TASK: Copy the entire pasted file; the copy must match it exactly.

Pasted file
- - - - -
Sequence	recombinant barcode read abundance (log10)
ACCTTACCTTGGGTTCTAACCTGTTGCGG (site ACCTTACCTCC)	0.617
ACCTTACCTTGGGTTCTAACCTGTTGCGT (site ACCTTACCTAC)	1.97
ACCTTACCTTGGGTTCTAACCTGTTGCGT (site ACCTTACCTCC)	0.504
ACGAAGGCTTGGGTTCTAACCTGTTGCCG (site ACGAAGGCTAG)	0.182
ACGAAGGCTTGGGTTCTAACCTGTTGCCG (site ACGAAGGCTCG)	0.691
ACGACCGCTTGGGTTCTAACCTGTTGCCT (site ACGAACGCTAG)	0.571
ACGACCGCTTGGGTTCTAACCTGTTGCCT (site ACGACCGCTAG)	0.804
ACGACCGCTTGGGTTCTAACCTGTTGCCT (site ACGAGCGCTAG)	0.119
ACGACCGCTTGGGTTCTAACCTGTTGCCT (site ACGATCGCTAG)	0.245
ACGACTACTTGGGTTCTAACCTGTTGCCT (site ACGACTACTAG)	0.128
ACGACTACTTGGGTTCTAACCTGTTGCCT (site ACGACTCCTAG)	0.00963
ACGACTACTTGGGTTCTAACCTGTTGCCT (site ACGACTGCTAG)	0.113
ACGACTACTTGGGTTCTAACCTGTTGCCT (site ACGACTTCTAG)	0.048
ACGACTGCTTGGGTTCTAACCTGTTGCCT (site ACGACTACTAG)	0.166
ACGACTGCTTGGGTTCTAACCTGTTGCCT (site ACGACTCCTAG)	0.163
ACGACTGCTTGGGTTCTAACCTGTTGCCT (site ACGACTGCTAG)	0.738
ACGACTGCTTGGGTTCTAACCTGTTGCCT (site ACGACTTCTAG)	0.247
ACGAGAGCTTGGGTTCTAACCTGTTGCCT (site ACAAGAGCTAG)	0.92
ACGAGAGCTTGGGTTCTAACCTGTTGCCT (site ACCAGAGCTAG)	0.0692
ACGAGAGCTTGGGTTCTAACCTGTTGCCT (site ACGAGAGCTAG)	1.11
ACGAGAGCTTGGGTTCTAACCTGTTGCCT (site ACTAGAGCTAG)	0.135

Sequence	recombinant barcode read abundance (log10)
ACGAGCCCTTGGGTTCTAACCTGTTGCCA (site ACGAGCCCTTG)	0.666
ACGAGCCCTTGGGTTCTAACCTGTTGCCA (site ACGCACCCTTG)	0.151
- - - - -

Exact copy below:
Sequence	recombinant barcode read abundance (log10)
ACCTTACCTTGGGTTCTAACCTGTTGCGG (site ACCTTACCTCC)	0.617
ACCTTACCTTGGGTTCTAACCTGTTGCGT (site ACCTTACCTAC)	1.97
ACCTTACCTTGGGTTCTAACCTGTTGCGT (site ACCTTACCTCC)	0.504
ACGAAGGCTTGGGTTCTAACCTGTTGCCG (site ACGAAGGCTAG)	0.182
ACGAAGGCTTGGGTTCTAACCTGTTGCCG (site ACGAAGGCTCG)	0.691
ACGACCGCTTGGGTTCTAACCTGTTGCCT (site ACGAACGCTAG)	0.571
ACGACCGCTTGGGTTCTAACCTGTTGCCT (site ACGACCGCTAG)	0.804
ACGACCGCTTGGGTTCTAACCTGTTGCCT (site ACGAGCGCTAG)	0.119
ACGACCGCTTGGGTTCTAACCTGTTGCCT (site ACGATCGCTAG)	0.245
ACGACTACTTGGGTTCTAACCTGTTGCCT (site ACGACTACTAG)	0.128
ACGACTACTTGGGTTCTAACCTGTTGCCT (site ACGACTCCTAG)	0.00963
ACGACTACTTGGGTTCTAACCTGTTGCCT (site ACGACTGCTAG)	0.113
ACGACTACTTGGGTTCTAACCTGTTGCCT (site ACGACTTCTAG)	0.048
ACGACTGCTTGGGTTCTAACCTGTTGCCT (site ACGACTACTAG)	0.166
ACGACTGCTTGGGTTCTAACCTGTTGCCT (site ACGACTCCTAG)	0.163
ACGACTGCTTGGGTTCTAACCTGTTGCCT (site ACGACTGCTAG)	0.738
ACGACTGCTTGGGTTCTAACCTGTTGCCT (site ACGACTTCTAG)	0.247
ACGAGAGCTTGGGTTCTAACCTGTTGCCT (site ACAAGAGCTAG)	0.92
ACGAGAGCTTGGGTTCTAACCTGTTGCCT (site ACCAGAGCTAG)	0.0692
ACGAGAGCTTGGGTTCTAACCTGTTGCCT (site ACGAGAGCTAG)	1.11
ACGAGAGCTTGGGTTCTAACCTGTTGCCT (site ACTAGAGCTAG)	0.135

Sequence	recombinant barcode read abundance (log10)
ACGAGCCCTTGGGTTCTAACCTGTTGCCA (site ACGAGCCCTTG)	0.666
ACGAGCCCTTGGGTTCTAACCTGTTGCCA (site ACGCACCCTTG)	0.151